Economy

All for SME?

SMEs

The International Growth Center (ICG) in 2012 concluded that the domestic construction sector, which predominantly consists of SMEs, had been unable to break into the formal market dominated by foreign players. Nevertheless, the overall situation has improved in recent years.

The African Development Bank Group (AfDB) on November 14th, 2014, signed a $9 million loan agreement with Moza Banco to promote and support Small and Medium Enterprises (SMEs) in Mozambique. The deal is part of the AFDB’s $125-million Africa SME Program. Moza Banco is one of Mozambique’s fastest-growing financial institutions with a strong focus on small businesses.

SMEs are the heart and soul of the Mozambican economy. They comprise no less than 98.7% of the market, a report by the Institute for the Promotion of Small and Medium Enterprises (IPEME) concluded, yet they only contribute 28% to GDP. Mozambique’s recent economic growth has largely been driven by megaprojects, which are capital-intensive, export-oriented, and mostly in the hands of foreign firms.

In the World Bank’s 2014 Doing Business Report, Mozambique climbed seven places, partly as a result of the country’s SMEs gaining market opportunities. A key role is played by IPEME. Founded in 1998, the government agency is charged with improving the overall business climate for small businesses by doing research, providing information, and offering corporate assistance.

IPEME also found that, when compared to a few years back, Mozambique’s SMEs are better prepared today to face future challenges. This is largely due to their greater maturity, as well as their improved ability to plan ahead and promote their work. However, many constraints remain, including: the lack of skilled labor, poor access to financing, trade barriers, lack of infrastructure, complex bureaucratic procedures, and corruption.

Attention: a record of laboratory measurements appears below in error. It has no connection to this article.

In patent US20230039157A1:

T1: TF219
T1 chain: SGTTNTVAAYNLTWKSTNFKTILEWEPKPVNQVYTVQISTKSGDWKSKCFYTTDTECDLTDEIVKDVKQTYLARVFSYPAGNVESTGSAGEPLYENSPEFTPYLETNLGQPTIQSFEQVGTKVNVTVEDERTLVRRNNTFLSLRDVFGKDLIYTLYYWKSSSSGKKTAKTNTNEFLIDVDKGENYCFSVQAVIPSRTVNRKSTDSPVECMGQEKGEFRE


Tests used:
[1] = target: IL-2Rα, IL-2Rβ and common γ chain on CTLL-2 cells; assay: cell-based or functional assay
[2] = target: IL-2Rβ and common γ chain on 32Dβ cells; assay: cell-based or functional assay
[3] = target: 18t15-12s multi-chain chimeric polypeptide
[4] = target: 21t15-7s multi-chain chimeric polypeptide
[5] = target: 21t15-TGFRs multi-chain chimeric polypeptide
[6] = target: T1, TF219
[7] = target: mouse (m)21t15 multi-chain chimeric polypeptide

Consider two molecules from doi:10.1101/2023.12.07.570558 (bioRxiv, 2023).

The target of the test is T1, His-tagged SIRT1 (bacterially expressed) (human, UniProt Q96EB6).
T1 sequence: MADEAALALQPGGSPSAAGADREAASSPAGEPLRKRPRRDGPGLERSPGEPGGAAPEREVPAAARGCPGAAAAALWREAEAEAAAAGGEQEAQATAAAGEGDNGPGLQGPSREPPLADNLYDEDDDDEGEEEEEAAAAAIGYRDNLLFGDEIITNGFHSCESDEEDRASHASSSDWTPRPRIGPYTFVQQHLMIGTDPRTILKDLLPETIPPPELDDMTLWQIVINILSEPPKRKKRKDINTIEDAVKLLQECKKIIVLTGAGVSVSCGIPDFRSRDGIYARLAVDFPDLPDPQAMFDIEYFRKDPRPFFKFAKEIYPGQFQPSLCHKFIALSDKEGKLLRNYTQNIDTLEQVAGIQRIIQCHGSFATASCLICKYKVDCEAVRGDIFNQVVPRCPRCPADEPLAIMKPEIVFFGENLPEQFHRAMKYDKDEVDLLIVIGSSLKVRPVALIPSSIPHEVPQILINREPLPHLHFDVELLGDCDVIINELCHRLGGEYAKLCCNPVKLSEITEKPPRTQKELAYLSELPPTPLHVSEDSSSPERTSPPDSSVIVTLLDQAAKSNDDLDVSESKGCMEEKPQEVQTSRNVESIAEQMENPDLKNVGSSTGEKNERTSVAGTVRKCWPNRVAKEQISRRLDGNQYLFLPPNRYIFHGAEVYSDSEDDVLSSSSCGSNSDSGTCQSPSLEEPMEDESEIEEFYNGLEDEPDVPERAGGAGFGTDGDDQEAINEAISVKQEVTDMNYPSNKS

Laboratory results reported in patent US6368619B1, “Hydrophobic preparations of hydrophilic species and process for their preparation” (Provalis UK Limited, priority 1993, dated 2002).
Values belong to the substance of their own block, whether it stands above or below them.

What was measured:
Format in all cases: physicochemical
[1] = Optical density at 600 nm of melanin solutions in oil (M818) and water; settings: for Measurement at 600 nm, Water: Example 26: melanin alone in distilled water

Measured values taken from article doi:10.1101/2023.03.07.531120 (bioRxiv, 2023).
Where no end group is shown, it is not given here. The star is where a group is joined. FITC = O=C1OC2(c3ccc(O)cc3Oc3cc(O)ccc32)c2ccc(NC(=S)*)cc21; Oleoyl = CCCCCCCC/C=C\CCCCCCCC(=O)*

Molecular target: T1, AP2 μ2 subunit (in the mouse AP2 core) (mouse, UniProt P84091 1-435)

Many of these complaints are echoed by the World Bank’s International Finance Corporation (IFC), which lists nine barriers as the main obstacles for SMEs operating in Mozambique. In addition to the lack of a proper database in which clients can find potential partners, the IFC denounces the high cost of electricity, the high tax rates, and the amount of time and effort it takes for SMEs to obtain permits.

In addition, it is extremely hard for SMEs to obtain loans. “Due to high interest costs, access to the credit and limited capital market, the Mozambican businessman carries the investment using [his] own funds and loans from friends or relatives, or cease to invest,” the IFC concluded. Another problem preventing SME access to bank credit, are the demands of guarantees or collateral. Especially, young and newly-created firms are unable to meet such demands.

The IPEME does more than research and provide information. “Since 2008, we have created four business development centers in Maputo, Tete, Manica, and in Cabo Delgado,” said IPEME General Director Claire Mateus Zimba. “IPEME also signed an MoU with Anadarko in 2014. The goal is to ensure that Mozambican SMEs can be linked with and benefit from the activities of Anadarko.”

Anadarko is the giant American energy firm that is set to invest billions of dollars to tap into the offshore Rovuma Basin with a projected volume of 150 tcf of gas. Anadarko is working with Pyxera Global to ensure that information related to local companies is easily available to international engineering and construction contractors. Pyxera also works on offering technical assistance and capacity building services to ensure the local firms are capable of working according to international quality, health, and safety standards.

While Mozambique’s SMEs should first try to capture a greater share of the domestic market, they at some point should focus on export as well. “Many of SMEs are producing, but have no idea how or where to sell, or into which markets they can channel their products,” said João José Macaringue, President of Mozambique Institute of Export Promotion (IPEX). “We assist them throughout the whole process to create the skills needed to operate on the international market.”

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